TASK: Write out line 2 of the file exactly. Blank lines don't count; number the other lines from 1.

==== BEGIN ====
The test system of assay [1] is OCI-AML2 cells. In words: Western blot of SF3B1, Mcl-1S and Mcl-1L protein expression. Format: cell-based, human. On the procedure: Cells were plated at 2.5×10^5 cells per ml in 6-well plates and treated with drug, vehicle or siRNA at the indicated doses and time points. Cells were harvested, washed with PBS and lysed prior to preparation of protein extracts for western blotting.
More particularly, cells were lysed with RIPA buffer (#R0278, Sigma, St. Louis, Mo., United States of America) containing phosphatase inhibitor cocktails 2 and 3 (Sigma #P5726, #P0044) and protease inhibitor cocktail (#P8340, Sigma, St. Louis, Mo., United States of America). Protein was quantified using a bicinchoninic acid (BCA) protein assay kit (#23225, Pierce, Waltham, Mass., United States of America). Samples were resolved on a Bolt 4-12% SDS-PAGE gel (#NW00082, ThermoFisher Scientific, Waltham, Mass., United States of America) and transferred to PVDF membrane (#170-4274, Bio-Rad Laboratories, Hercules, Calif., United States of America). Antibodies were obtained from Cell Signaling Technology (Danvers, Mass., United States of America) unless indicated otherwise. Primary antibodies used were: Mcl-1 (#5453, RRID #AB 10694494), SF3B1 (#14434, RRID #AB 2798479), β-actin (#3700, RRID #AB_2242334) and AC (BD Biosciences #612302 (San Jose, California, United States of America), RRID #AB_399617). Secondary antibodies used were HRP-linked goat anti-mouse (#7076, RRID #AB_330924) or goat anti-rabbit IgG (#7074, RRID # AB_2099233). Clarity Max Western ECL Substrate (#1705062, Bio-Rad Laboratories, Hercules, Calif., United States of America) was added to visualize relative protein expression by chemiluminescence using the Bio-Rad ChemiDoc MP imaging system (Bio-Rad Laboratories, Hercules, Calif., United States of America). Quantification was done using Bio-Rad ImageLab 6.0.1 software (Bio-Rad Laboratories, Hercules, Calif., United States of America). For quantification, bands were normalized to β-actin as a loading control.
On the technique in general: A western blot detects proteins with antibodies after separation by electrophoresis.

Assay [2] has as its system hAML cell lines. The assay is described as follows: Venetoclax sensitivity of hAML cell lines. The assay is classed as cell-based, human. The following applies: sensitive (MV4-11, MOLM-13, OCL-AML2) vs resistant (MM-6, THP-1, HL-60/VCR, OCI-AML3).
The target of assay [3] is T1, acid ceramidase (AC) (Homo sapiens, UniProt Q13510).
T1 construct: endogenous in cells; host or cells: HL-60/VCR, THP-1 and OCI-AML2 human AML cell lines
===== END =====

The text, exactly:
More particularly, cells were lysed with RIPA buffer (#R0278, Sigma, St. Louis, Mo., United States of America) containing phosphatase inhibitor cocktails 2 and 3 (Sigma #P5726, #P0044) and protease inhibitor cocktail (#P8340, Sigma, St. Louis, Mo., United States of America). Protein was quantified using a bicinchoninic acid (BCA) protein assay kit (#23225, Pierce, Waltham, Mass., United States of America). Samples were resolved on a Bolt 4-12% SDS-PAGE gel (#NW00082, ThermoFisher Scientific, Waltham, Mass., United States of America) and transferred to PVDF membrane (#170-4274, Bio-Rad Laboratories, Hercules, Calif., United States of America). Antibodies were obtained from Cell Signaling Technology (Danvers, Mass., United States of America) unless indicated otherwise. Primary antibodies used were: Mcl-1 (#5453, RRID #AB 10694494), SF3B1 (#14434, RRID #AB 2798479), β-actin (#3700, RRID #AB_2242334) and AC (BD Biosciences #612302 (San Jose, California, United States of America), RRID #AB_399617). Secondary antibodies used were HRP-linked goat anti-mouse (#7076, RRID #AB_330924) or goat anti-rabbit IgG (#7074, RRID # AB_2099233). Clarity Max Western ECL Substrate (#1705062, Bio-Rad Laboratories, Hercules, Calif., United States of America) was added to visualize relative protein expression by chemiluminescence using the Bio-Rad ChemiDoc MP imaging system (Bio-Rad Laboratories, Hercules, Calif., United States of America). Quantification was done using Bio-Rad ImageLab 6.0.1 software (Bio-Rad Laboratories, Hercules, Calif., United States of America). For quantification, bands were normalized to β-actin as a loading control.